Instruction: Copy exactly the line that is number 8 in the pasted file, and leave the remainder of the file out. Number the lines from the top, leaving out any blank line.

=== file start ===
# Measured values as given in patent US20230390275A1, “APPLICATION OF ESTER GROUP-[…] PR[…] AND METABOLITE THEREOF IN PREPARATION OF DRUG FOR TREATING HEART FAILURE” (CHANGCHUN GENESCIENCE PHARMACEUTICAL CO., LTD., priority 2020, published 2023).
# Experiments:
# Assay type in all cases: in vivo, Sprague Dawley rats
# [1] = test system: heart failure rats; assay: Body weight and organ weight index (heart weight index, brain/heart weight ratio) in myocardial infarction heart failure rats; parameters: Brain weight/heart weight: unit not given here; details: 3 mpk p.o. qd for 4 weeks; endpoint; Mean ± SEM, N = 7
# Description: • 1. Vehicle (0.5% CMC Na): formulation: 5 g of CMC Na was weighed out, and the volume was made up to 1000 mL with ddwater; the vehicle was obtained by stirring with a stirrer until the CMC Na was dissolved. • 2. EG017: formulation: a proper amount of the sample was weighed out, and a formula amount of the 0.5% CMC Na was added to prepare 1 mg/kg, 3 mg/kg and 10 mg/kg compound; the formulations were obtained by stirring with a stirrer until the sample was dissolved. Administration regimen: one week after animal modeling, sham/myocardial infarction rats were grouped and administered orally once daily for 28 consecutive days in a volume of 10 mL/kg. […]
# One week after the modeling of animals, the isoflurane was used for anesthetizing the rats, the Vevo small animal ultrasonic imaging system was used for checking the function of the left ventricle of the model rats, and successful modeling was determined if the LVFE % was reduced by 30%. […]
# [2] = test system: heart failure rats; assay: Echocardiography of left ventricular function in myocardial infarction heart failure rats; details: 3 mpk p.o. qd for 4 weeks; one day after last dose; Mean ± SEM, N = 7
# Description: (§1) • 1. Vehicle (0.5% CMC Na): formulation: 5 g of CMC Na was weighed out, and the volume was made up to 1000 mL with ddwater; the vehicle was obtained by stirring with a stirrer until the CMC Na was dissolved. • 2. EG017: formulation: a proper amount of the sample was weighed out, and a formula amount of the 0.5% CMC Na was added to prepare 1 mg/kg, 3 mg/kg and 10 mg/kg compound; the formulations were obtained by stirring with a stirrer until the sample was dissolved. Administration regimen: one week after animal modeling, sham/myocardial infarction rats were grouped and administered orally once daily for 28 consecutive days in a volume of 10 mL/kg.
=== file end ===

# Description: (§1) • 1. Vehicle (0.5% CMC Na): formulation: 5 g of CMC Na was weighed out, and the volume was made up to 1000 mL with ddwater; the vehicle was obtained by stirring with a stirrer until the CMC Na was dissolved. • 2. EG017: formulation: a proper amount of the sample was weighed out, and a formula amount of the 0.5% CMC Na was added to prepare 1 mg/kg, 3 mg/kg and 10 mg/kg compound; the formulations were obtained by stirring with a stirrer until the sample was dissolved. Administration regimen: one week after animal modeling, sham/myocardial infarction rats were grouped and administered orally once daily for 28 consecutive days in a volume of 10 mL/kg.